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Pickens County



Courthouse
County Courthouse View large image

Source: David Seibert

LocationJasper
Date Built1949
Architecture StyleStripped Classical
DesignerBothwell and Nash
Seat InformationThe act creating Pickens County directed the judges of the inferior court to select a location for the county seat. They chose a site on the Old Federal Road and named it Jasper, after Sergeant William Jasper, the South Carolina patriot who was killed while trying to save his unit's flag during the siege of Savannah in 1779. The town of Jasper was incorporated by an act of the legislature approved Dec. 22, 1857.
Courthouse DetailsIt is not known what served as Pickens County courthouse for the first five years after the county's creation, but the county finally built a brick courthouse in 1859. This building was demolished in 1888 and replaced with a new courthouse. In 1947, this courthouse was destroyed by fire, and a new courthouse (with an exterior of Georgia marble from nearby Tate) was completed in 1949.
County Data
Population29,431
Population 200022,983
Population Growth28.1
County SeatJasper
County Area232.8 Square Miles
Location MapPickens County Location Map
History

Pickens County was created from Cherokee and Gilmer counties on Dec. 5, 1853 by an act of the General Assembly (Ga. Laws 1853-54, p. 306). Additional portions of Cherokee County were transferred to Pickens County in 1869, as were parts of Gilmer County in 1858 and 1863. No counties have been created from Pickens County, but areas of the county were transferred to Dawson County (1857), Gordon County (1860), and Cherokee County (1870).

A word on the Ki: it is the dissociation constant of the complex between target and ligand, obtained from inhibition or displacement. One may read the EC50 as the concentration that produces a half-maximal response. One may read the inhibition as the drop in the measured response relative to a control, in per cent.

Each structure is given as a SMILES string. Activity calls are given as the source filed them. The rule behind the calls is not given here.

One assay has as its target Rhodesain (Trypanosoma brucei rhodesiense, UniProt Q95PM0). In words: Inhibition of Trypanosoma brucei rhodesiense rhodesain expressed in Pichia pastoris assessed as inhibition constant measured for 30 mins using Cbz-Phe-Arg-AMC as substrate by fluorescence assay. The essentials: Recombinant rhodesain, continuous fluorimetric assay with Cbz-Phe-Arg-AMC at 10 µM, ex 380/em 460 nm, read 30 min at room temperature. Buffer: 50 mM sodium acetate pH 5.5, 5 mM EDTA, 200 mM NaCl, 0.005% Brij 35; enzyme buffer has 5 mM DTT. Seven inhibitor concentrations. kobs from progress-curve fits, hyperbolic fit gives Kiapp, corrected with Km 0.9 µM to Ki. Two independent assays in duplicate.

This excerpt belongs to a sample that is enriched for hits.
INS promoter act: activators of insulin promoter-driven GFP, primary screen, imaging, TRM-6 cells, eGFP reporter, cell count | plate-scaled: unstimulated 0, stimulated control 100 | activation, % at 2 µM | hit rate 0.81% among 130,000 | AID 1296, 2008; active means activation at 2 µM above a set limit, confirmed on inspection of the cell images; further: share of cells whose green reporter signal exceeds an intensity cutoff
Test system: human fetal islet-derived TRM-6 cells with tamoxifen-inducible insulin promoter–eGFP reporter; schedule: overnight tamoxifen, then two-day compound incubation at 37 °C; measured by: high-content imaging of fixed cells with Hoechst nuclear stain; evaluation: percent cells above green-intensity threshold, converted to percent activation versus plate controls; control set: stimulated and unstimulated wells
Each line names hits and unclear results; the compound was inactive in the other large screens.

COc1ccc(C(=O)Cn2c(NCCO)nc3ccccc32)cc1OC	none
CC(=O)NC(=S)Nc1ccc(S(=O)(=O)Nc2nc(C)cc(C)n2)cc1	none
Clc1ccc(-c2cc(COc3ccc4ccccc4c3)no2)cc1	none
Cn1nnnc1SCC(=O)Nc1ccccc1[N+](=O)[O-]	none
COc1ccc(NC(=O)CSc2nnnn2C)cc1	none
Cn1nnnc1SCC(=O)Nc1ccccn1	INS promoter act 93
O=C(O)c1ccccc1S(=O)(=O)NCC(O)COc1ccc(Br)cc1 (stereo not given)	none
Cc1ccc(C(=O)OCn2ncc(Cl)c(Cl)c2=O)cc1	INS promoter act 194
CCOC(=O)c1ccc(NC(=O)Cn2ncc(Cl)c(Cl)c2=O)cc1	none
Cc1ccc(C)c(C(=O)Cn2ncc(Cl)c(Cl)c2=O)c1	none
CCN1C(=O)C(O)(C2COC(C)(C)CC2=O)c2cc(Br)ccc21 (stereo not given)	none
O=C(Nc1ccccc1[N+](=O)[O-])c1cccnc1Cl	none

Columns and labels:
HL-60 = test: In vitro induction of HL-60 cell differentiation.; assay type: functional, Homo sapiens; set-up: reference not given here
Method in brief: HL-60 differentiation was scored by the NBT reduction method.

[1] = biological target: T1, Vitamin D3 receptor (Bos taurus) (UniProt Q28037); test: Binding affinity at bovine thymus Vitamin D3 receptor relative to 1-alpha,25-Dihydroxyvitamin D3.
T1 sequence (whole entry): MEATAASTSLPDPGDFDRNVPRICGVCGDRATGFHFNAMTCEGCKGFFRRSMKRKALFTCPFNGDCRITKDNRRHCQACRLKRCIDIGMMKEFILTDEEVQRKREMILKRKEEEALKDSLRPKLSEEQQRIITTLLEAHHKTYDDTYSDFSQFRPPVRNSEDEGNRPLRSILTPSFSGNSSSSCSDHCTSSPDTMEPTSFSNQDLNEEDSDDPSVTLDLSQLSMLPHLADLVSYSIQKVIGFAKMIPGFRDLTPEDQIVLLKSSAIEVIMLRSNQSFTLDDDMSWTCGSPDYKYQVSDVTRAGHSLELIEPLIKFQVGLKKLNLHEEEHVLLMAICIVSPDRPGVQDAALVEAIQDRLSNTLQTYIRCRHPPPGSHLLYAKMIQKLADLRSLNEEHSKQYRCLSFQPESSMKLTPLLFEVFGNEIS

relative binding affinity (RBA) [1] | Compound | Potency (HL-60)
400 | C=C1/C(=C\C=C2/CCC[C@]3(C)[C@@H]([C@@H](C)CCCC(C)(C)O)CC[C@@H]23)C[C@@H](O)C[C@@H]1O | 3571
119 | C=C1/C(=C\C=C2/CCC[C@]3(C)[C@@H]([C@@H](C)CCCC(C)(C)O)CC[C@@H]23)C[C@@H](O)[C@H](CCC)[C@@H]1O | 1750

Georgia’s 101st county was named for Gen. Andrew Pickens (1739-1817), who gained fame during the American Revolution for his victories over the British in South Carolina and Georgia. Late in the war, Pickens also led a campaign in north Georgia against the Cherokee Indians, who had sided with the British in the Revolution. In Oct. 1782, after a victory against the Cherokee, he forced them to sign a treaty at Long Swamp (located in today’s Pickens County) in which the Cherokees agreed to give up claims to land between the Savannah and Chattahoochee rivers.

Web SiteVisit Web Site
Legal OrganPickens County Progress
Chamber of Commerce Web SiteVisit Web Site
Historical Population
YearPopulation
2010 29,431
2000 22,983
1990 14,432
1980 11,652
1970 9,620
1960 8,903
1950 8,855
1940 9,136
1930 9,687
1920 8,222
1910 9,041
1900 8,641
1890 8,182
1880 6,790
1870 5,317
1860 4,951